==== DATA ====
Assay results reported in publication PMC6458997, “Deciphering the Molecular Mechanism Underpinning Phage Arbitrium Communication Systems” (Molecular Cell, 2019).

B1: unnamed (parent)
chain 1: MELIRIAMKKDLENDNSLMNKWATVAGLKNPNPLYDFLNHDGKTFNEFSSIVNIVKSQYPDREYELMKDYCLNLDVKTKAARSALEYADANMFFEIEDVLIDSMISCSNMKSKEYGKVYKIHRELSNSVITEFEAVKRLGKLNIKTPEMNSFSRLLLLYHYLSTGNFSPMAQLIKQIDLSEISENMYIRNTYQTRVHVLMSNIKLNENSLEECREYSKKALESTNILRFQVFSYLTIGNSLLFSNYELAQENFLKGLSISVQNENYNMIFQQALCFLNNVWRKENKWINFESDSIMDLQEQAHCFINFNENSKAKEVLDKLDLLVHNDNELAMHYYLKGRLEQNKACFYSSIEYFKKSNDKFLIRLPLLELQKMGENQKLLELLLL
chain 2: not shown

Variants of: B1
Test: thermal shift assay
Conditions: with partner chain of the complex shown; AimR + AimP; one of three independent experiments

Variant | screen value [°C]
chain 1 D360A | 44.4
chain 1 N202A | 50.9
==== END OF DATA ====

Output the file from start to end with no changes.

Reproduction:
Assay results reported in publication PMC6458997, “Deciphering the Molecular Mechanism Underpinning Phage Arbitrium Communication Systems” (Molecular Cell, 2019).

B1: unnamed (parent)
chain 1: MELIRIAMKKDLENDNSLMNKWATVAGLKNPNPLYDFLNHDGKTFNEFSSIVNIVKSQYPDREYELMKDYCLNLDVKTKAARSALEYADANMFFEIEDVLIDSMISCSNMKSKEYGKVYKIHRELSNSVITEFEAVKRLGKLNIKTPEMNSFSRLLLLYHYLSTGNFSPMAQLIKQIDLSEISENMYIRNTYQTRVHVLMSNIKLNENSLEECREYSKKALESTNILRFQVFSYLTIGNSLLFSNYELAQENFLKGLSISVQNENYNMIFQQALCFLNNVWRKENKWINFESDSIMDLQEQAHCFINFNENSKAKEVLDKLDLLVHNDNELAMHYYLKGRLEQNKACFYSSIEYFKKSNDKFLIRLPLLELQKMGENQKLLELLLL
chain 2: not shown

Variants of: B1
Test: thermal shift assay
Conditions: with partner chain of the complex shown; AimR + AimP; one of three independent experiments

Variant | screen value [°C]
chain 1 D360A | 44.4
chain 1 N202A | 50.9